We’re in a market of incremental returns, where investors are trading on news without a big catalyst. This trading action should stay with us for a while, at least until second-quarter earnings season begins. There aren’t any big tailwinds, but there doesn’t seem to be much in the way of headwinds either. It’s low and slow, just like the economy.

    Retire on This One Hot Stock!

    This stock is up 232% since we first picked it. Our expert analysts say it will go up another 100% in the next 12 months! Our top 19 stock picks were up an average of 173.57% in 2010 (not a misprint). See where we are making money in 2011 and get our combined 100 years of investing experience working for you starting today.

    Get your FREE report on our top stock pick immediately here.

    http://www.profitconfidential.com/pcabs/

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  • The Biggest Story’s the Biggest Companies—Why These Stocks Are Doing Great

    Posted on May 9th, 2011 Profit Confidential No comments

    By Mitchell Clark, B.Comm.

    Why the story this year continues to be with large-cap equities.

    The pull-back in commodity prices is a healthy development. No market benefits when prices go straight up without taking a break. I think we’ll find that the price of oil consolidates for a while, but it should reaccelerate in the bottom half of the year, as global economic growth takes over supply. There has been quite a bit of speculative fever on the part of institutional investors in the oil market and the big trade has gone away. Silver was ripe for a correction, as is gold now, although the spot price of gold continues to have a resilience that is outperforming other precious metals.

    The story this year continues to be with large-cap equities. Big corporations with global operations are benefitting from stronger currencies abroad and much stronger growth in Asia. In addition, the ability of a big corporation to control its costs really adds strength to the bottom line, even if revenue growth is stagnant. Companies like PepsiCo, Inc. (NYSE/PEP), DuPont (NYSE/DD) and Caterpillar Inc. (NYSE/CAT) are but a few global businesses that illustrate the point perfectly. These stocks are trading right at their 52-week highs—and the kicker is that they pay great dividends as well. This year, the speculative end of the equity market has seen great success in gold stocks. At the more conservative end of the market, global large-caps are cleaning house. It has been and will continue to be an excellent time to own the right large-cap stocks.

    I say the “right” stocks, because not all industries are experiencing the same degree of success as others. The key is to own a company that has global reach, will benefit from a weaker dollar, and has the pricing power to accelerate earnings more than the growth rate of revenues.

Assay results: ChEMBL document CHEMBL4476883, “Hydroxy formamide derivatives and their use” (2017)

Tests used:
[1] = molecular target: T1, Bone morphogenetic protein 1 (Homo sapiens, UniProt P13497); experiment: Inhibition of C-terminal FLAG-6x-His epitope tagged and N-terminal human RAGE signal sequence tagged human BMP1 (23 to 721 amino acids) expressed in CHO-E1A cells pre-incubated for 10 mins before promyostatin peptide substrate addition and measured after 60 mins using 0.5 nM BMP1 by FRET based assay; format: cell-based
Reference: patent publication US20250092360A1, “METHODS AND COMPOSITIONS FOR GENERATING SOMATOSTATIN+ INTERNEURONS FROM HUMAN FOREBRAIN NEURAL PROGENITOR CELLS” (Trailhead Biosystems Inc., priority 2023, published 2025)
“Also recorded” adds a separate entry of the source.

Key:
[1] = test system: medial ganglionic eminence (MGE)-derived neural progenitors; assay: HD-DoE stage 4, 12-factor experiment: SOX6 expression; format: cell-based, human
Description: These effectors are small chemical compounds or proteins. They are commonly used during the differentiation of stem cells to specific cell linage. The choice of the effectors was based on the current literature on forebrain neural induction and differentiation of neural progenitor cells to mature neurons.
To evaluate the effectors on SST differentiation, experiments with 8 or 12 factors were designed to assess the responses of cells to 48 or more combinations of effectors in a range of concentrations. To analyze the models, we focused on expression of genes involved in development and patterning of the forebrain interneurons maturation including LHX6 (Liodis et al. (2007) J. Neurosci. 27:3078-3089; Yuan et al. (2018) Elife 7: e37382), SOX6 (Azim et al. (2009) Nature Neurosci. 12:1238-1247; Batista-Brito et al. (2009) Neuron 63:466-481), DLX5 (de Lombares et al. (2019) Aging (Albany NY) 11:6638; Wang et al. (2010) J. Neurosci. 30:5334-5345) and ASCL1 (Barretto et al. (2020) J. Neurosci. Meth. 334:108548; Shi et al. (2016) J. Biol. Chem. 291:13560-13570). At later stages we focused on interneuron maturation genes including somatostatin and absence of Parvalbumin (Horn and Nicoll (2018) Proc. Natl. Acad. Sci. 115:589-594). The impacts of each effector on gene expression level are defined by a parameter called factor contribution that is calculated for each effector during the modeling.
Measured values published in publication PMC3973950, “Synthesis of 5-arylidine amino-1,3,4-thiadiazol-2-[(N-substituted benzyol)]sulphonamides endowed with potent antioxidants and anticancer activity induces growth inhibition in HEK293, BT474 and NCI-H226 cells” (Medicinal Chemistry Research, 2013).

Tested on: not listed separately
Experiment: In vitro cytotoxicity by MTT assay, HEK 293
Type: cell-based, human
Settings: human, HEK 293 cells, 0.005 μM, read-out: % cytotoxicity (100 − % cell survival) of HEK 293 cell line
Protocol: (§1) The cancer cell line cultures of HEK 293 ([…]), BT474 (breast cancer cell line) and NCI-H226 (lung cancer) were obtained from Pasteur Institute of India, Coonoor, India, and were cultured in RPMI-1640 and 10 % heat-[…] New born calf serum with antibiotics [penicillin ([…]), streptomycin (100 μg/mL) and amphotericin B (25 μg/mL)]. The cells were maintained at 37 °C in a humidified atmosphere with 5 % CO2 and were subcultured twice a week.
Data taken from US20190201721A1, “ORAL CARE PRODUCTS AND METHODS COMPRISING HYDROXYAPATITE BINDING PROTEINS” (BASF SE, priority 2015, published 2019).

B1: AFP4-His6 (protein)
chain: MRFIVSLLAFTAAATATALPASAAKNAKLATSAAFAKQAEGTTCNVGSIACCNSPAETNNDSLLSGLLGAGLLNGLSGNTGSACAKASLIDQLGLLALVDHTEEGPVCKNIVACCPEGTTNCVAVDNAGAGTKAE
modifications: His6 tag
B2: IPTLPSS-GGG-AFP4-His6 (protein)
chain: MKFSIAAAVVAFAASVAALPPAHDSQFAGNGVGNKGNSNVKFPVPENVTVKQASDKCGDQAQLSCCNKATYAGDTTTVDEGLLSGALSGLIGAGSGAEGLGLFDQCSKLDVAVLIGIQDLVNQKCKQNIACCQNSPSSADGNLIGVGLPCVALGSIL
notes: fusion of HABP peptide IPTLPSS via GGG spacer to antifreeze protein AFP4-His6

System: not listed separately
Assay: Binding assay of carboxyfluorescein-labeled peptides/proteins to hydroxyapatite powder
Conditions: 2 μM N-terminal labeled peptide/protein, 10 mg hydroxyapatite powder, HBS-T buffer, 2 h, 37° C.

Currently in this market, share prices are ripe for a correction or period of consolidation. But I would add that the outlook for corporate earnings over the coming quarter remains solid. Stock prices will always gyrate with the news of the day, but, fundamentally, business is looking pretty good.

    Over the coming quarters, investors can expect other central banks in Western countries to lift their interest rates and this will put pressure on the U.S. dollar. It will also put pressure on the Federal Reserve to become more hawkish with its interest-rate policy. There is more price inflation coming down the road and global capital markets will soon begin to squeeze the Fed ever so slowly.

    Currently, there’s no big rush to take much in the way of new action in a diversified equity portfolio. The broader market is likely to churn for a while and the economic data will be mixed. The key for investors is to focus on what corporations are saying in terms of earnings expectations and visibility. This has proven to work tremendously well in the recent past and will continue to do so for the rest of the year.

    Retire on This One Hot Stock!

    This stock is up 232% since we first picked it. Our expert analysts say it will go up another 100% in the next 12 months! Our top 19 stock picks were up an average of 173.57% in 2010 (not a misprint). See where we are making money in 2011 and get our combined 100 years of investing experience working for you starting today.

    Get your FREE report on our top stock pick immediately here.

    http://www.profitconfidential.com/pcabs/

    Share